Police routinely use cell phone trackers without warrants. Public defenders want to change that practice. Aaron P. Bernstein/Getty

Across the U.S., police routinely track people’s cell phones -- frequently without warrants -- using controversial Stingray-like surveillance devices, which owe their generic name to the Stingray marketed by Harris Corp. in Melbourne, Florida. The American Civil Liberties Union recently found that at least 54 American law-enforcement agencies have purchased such devices in the past few years. However, the ACLU indicated the number may be higher because "many agencies continue to shroud their purchase and use of stingrays in secrecy."

Accordingly, defense attorneys are often left in the dark about how police are using the surveillance technology against their clients.

Now, a group of public defenders in California's Sacramento County are demanding more transparency around police use of the cell phone snooping technology.

In a motion filed Thursday, the public defenders called the use of stingrays "secret, intrusive and warrantless." They added that many of their clients may have been "unlawfully arrested and locked away as a result of stingray use," the Sacramento Bee reported.

The ACLU is tracking how many law-enforcement agencies use Stingray-like technology. ACLU

At issue is whether police obtained proper warrants to use the devices. Stingrays employ a complex technology, but they basically mimic cell phone towers when intercepting calls, text messages or any other data that’s transmitted by phones in a given area. Police say the devices are used to prevent crime, but privacy advocates and public defenders say they amount to nothing more than warrantless searches.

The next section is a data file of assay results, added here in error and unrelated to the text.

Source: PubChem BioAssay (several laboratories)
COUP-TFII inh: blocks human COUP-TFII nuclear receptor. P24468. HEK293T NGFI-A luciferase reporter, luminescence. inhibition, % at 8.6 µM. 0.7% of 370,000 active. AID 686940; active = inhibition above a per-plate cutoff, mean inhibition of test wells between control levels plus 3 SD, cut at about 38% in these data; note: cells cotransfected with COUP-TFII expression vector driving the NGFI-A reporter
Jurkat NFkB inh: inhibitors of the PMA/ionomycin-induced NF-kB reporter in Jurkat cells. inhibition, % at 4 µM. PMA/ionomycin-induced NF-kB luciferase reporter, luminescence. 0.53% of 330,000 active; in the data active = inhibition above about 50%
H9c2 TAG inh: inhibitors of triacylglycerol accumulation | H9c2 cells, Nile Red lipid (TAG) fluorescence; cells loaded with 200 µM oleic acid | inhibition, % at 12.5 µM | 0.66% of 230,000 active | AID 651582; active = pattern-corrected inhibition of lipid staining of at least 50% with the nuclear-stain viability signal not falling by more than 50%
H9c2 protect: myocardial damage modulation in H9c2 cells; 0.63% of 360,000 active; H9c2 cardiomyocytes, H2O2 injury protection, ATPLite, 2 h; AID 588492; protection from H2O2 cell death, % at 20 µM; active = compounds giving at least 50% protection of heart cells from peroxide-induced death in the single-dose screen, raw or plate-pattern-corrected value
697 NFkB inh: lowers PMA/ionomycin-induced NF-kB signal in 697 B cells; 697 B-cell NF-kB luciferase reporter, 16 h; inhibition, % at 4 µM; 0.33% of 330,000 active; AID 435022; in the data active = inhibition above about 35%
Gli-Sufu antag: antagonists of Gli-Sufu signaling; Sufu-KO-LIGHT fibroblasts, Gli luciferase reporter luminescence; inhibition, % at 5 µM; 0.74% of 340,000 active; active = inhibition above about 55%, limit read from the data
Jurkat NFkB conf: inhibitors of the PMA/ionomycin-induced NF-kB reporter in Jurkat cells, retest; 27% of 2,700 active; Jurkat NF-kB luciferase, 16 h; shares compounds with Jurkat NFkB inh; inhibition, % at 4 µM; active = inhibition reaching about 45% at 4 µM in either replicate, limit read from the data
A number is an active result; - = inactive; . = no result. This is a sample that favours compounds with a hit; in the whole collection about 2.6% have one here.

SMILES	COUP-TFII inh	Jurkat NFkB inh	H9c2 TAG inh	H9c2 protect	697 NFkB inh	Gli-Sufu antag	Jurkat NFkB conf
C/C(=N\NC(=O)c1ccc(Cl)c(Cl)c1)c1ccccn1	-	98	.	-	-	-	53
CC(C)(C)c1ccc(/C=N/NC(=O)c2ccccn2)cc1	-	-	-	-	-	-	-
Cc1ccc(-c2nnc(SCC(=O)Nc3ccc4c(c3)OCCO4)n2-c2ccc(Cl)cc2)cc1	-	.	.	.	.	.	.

After all, if police can simply switch on the devices and begin listening in on people’s calls, it’s easy to see how they could be misused.

The U.S. Justice Department announced Sept. 3 a new policy that would require federal law-enforcement agents to obtain warrants before using the trackers, and to inform judges on how when they plan to be used. "This new policy ensures our protocols for this technology are consistent, well-managed and respectful of individuals' privacy and civil liberties," Deputy Attorney General Sally Quillian Yates said in a statement.

Notably, the new policy does not apply to state and local law-enforcement agencies, leaving police to decide when and how the devices are used. In Sacramento, the $400,000 devices were purchased by the police in 2006. But since then, they have provided no transparency about their usage, according to the public defenders there.

"Since 2006, our office has handled over 200,000 cases. We have no idea if stingray was used in these cases," Steven Garrett, a supervising assistant public defender in Sacramento, told the Sacramento Bee. "We want [the district attorney] to ask if particular clients in these cases have had stingrays used."